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Scientists reveal the pathogenic mechanism of arthropod-borne flaviviruses by using in vivo bioluminescence imaging technology
2017-04-13 | A A A  [print][close]

In present study, the research group led by Prof. ZHANG Bo from Wuhan Institute of Virology of the Chinese Academy of Sciences and the research team led by Prof. QIN Chengfeng from Institute of Microbiology and Epidemiology of the Academy of Military Medical Sciences made an important breakthrough in the pathogenic mechanism of arthropod-borne flaviviruses. By using in vivo bioluminescence imaging (BLI) technology, they dissected the replication and dissemination dynamics of Japanese encephalitis virus infection in mice upon different inoculation routes, which intuitively presented the key role of interferon (IFN) system in the progress of control of Flaviviruses. These results have been published in Theranostics entitled " Visualization of a neurotropic flavivirus infection in mouse reveals unique viscerotropism controlled by host type I interferon signaling". 

Arthropod-borne flaviviruses include a large family of important human pathogens such as yellow fever virus (YFV), Japanese encephalitis virus (JEV), Dengue virus (DENV), Zika virus (ZIKV) and etc. Two thirds of the population in the globe lives in the epidemic area of arthropod-borne flaviviruses. Even more unfortunately, the outbreak of Zika virus disease in South Africa in 2015 seriously threatened the human health in that area. These arthropod-borne flaviviruses are maintained in a transmission cycle in a zoonotic cycle between vectors and vertebrates, and humans get infected by bites of infected vectors. However, the dynamic dissemination and pathogenesis of their infections remain largely unknown.

By using JEV as a model, the scientists rationally designed and constructed a recombinant reporter virus that stably expressed Renilla luciferase (Rluc). The resulting JEV reporter virus (named Rluc-JEV) and parental JEV exhibited similar replication and infection characteristics, and the magnitude of Rluc activity correlated well with progeny viral production in vitro and in vivo. By using BLI technology, they dissected the replication and dissemination dynamics of JEV infection in mice upon different inoculation routes. Interestingly, besides replicating in mouse brain, Rluc-JEV predominantly invaded the abdominal organs in mice with typical viscerotropism.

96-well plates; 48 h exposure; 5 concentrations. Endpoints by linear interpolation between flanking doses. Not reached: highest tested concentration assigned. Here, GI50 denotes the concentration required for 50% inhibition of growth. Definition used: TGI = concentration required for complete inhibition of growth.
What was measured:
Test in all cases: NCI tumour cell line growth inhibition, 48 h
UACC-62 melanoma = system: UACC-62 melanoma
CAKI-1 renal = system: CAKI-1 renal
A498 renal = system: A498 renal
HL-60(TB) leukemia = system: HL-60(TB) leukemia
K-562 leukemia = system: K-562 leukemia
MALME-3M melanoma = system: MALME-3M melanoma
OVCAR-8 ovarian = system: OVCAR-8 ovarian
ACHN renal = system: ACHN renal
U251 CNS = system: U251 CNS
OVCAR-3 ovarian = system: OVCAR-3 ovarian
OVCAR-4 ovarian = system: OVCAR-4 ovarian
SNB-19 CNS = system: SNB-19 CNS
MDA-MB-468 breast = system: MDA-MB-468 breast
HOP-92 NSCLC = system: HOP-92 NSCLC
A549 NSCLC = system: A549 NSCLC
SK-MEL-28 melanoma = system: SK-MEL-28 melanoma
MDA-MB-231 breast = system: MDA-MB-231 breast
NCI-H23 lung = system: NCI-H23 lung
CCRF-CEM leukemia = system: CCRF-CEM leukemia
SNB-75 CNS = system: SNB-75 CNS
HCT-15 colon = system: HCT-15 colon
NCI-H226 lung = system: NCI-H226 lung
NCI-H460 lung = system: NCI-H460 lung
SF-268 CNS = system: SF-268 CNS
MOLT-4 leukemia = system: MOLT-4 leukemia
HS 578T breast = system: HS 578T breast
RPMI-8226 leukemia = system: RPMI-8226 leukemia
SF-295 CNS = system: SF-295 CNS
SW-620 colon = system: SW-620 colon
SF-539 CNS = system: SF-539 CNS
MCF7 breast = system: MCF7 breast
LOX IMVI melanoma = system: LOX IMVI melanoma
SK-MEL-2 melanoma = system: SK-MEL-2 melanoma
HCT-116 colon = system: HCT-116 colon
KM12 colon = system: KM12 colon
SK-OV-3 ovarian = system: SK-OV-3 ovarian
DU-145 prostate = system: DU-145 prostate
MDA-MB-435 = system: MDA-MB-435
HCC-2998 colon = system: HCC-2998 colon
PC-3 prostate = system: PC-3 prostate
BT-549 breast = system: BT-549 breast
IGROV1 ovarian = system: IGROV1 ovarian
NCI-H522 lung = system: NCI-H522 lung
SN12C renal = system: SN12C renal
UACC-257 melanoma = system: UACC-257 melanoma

On the above basis, further tests in mice deficient in type I interferon (IFN) receptors demonstrated robust and prolonged viral replication in the intestine, spleen, liver, kidney and other abdominal organs. The host type I IFN signaling was evidenced as the major barrier to the viscerotropism and pathogenicity of this neurotropic flavivirus.

These results revealed abdominal organs as important targets of JEV infection in mice and profiled the unique viscerotropism trait controlled by the host type I IFN signaling. Additionally, this in vivo visualization technology described provides a powerful tool for testing antiviral agents and vaccine candidates for flaviviral infection. 

LI Xiaodan and DENG Chenglin from Wuhan Institute of Virology of the Chinese Academy of Sciences, LI Xiaofeng and DONG Haolong from Institute of Microbiology and Epidemiology of the Academy of Military Medical Sciences are equally contributing authors, and Prof. ZHANG Bo and Prof. QIN Chengfeng are correspondence authors for. This work was supported by the National Key Research and Development Program of China, the National Natural Science Foundation of China (NSFC) and the Newton Advanced Fellowship from the UK Academy of Medical Sciences.

Type I IFN plays a critical role in control of viral dissemination in mice. Image by ZHANG Bo

Contact:
ZHANG Bo
E-mail: zhangbo@wh.iov.cn
Wuhan Institute of Virology, Chinese Academy of Sciences, Wuhan, Hubei, People's Republic of China
http://english.whiov.cas.cn/

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